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How the man behind Minneapolis' first Black-owned vegan restaurant is fighting for Black Lives Matter

July 13th 2020, 2:39:55 pm

The Minneapolis vegan restaurant Trio Plant-based gave meals out to people protesting the killing of George Floyd.

  • Trio is the first Black-owned vegan restaurant in the city, and is struggling to keep up with orders during the pandemic because it's understaffed.
  • Owner Louis Hunter has long supported the Black Lives Matter movement, and was involved in protests after his cousin, Philando Castile, was killed in 2016.
  • View more episodes of Business Insider Today on Facebook.

Minneapolis restaurant Trio Plant-based gave out 300 vegan meals to people protesting the police killing of George Floyd in late May.

It's just one of the ways owner Louis Hunter has supported the Black Lives Matter movement in recent years.

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The issue hits especially close to home for Hunter. His cousin, Philando Castile, was killed by a Minnesota police officer in 2016 , igniting protests in St. Paul and other cities. After attending one of the protests to demand justice for his cousin, Hunter was charged with two counts of rioting .

He met a couple that helped him get the charges dropped and then they founded Trio together in 2018. In 2019, Hunter became the sole owner of Trio, making it the first Black-owned vegan restaurant in Minneapolis.

"Most customers, no, they don't know that we're Black-owned," Hunter told Business Insider Today. "They don't know because of what area I'm in. I'm in a predominantly white neighborhood, which is uptown Minneapolis."

The week that Floyd was killed, Hunter was giving an interview to Unicorn Riot when state troopers pushed him inside his restaurant.

"I did not want to feel what I felt two and a half years ago during Philando's murder," Hunter told Business Insider Today. "And that brought back so much anger. And my anxiety kicked in. Hurt, pain, that they would never care to come try to apologize, to fix."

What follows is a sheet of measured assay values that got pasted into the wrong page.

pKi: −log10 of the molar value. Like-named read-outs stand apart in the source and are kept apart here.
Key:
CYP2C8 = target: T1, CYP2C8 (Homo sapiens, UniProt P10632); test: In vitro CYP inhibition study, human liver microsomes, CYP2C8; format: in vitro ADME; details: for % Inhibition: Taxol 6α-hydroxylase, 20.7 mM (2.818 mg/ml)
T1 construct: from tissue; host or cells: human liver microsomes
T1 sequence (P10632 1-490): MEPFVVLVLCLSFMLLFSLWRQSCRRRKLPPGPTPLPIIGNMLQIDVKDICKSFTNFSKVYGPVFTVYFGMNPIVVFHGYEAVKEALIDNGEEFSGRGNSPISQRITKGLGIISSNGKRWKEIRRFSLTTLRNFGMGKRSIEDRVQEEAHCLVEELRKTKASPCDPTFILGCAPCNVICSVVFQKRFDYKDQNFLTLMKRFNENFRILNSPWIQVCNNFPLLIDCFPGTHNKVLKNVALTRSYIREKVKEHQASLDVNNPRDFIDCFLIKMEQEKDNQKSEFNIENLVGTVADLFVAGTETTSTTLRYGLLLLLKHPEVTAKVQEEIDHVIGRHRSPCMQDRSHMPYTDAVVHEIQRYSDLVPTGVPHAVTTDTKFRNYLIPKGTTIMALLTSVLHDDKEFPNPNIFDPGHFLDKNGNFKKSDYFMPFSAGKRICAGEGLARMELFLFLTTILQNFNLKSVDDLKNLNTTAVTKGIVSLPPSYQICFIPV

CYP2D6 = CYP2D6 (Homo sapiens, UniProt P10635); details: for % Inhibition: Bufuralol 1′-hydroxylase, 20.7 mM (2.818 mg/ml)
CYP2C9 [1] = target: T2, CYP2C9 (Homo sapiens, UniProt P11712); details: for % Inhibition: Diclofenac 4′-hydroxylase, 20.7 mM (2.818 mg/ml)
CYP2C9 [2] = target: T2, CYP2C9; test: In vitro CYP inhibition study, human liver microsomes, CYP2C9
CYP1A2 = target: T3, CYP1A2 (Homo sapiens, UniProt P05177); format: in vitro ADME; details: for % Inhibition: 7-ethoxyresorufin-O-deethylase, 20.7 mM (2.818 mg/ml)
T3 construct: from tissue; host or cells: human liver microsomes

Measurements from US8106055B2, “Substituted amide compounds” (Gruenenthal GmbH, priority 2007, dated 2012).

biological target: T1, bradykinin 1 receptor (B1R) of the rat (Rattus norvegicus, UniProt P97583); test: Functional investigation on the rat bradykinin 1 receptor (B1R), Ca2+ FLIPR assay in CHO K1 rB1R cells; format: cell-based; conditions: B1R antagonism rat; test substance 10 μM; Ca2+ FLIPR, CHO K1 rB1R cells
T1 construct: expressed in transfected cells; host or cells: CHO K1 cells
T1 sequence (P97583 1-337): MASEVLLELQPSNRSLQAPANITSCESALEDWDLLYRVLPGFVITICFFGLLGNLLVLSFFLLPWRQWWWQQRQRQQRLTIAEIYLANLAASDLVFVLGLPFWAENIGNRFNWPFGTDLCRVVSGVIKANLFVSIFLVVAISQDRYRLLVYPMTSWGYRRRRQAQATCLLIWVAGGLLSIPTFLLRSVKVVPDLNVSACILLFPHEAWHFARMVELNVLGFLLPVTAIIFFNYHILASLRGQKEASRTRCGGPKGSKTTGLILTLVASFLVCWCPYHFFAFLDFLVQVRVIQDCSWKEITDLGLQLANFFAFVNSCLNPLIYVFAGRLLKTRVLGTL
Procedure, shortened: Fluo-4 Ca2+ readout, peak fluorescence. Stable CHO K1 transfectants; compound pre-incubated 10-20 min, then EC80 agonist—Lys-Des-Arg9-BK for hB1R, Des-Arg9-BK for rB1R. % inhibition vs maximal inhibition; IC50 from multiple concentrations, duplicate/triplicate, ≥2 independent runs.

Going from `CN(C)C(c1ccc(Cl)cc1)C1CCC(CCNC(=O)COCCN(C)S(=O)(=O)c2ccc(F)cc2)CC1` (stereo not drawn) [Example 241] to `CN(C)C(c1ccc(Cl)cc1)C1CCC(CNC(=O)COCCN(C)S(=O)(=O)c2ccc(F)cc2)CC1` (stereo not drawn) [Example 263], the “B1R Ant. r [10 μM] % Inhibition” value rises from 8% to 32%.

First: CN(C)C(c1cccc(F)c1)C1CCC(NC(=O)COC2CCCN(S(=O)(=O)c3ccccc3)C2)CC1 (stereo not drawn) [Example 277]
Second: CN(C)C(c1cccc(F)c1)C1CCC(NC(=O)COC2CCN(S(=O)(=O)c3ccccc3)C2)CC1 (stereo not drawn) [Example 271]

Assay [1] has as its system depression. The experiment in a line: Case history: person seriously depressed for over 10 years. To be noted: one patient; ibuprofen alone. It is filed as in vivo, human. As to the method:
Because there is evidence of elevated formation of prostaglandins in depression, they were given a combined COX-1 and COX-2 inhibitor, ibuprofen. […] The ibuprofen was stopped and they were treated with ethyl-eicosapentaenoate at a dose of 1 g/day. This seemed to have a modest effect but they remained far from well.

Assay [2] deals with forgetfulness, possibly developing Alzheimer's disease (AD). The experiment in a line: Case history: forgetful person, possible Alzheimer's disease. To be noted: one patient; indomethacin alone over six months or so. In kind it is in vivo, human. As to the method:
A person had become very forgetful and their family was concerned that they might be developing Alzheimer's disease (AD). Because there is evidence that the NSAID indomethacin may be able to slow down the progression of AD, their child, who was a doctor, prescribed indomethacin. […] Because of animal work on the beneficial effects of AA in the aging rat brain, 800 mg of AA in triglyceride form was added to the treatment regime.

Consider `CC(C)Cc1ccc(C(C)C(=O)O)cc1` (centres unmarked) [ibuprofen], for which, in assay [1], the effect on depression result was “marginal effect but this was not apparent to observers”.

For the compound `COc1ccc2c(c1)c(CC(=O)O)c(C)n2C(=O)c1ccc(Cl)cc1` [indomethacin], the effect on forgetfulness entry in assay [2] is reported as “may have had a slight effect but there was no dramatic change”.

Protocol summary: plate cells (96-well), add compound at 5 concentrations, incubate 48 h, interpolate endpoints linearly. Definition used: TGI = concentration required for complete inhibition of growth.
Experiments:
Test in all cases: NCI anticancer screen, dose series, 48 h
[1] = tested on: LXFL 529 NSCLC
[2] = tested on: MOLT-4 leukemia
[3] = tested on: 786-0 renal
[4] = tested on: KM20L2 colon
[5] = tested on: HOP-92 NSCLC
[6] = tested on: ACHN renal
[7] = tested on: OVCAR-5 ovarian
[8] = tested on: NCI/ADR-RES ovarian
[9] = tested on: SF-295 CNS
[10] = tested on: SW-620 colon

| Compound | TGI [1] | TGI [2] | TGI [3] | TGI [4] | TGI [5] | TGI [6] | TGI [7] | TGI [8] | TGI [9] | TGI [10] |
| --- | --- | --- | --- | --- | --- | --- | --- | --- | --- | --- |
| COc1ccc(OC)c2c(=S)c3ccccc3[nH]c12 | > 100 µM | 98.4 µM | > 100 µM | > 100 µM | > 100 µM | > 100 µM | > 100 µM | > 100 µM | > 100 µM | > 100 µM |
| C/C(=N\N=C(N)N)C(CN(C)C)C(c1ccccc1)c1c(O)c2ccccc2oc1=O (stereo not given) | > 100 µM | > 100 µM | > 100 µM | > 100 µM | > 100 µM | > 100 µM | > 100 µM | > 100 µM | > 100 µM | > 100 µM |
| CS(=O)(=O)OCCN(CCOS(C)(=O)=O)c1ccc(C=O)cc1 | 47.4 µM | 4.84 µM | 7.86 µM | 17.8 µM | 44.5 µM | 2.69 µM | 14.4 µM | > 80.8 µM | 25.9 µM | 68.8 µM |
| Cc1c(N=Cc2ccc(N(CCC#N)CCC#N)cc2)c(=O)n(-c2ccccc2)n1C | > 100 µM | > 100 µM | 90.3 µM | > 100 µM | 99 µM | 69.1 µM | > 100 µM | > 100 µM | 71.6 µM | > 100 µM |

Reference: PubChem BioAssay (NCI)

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Maintaining a restaurant during a time of social unrest and a pandemic is no easy task. With a shortage of cooks, Hunter makes much of the food himself, from homemade falafel burgers to barbecue jackfruit riblets.

On top of that, he's worried about keeping his restaurant in this expensive area.

"If they decide to raise my rent because everything's getting raised around here, I don't have the credit to get a loan," he said. "Black-owned businesses need funding. If we don't have funding, the business don't last."

In 2014, banks rejected more than half of all new loan applications from Black-owned businesses in the US, according to the Census Bureau's Annual Survey of Entrepreneurs . Meanwhile, less than a quarter of applications from white-owned businesses were rejected.

That's why Hunter is turning to GoFundMe to help him stay in business. The fundraiser has raised more than $170,000 since it was established last year.

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"If you are doing this because I'm Philando's cousin or anything, please circle that money to his mom . We want them to get it if that's what it's for," Hunter said. "But if it's for us, we thank you in advance. We love you. We're all in this together. Let's keep fighting. Black lives matter."

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Kara Chin

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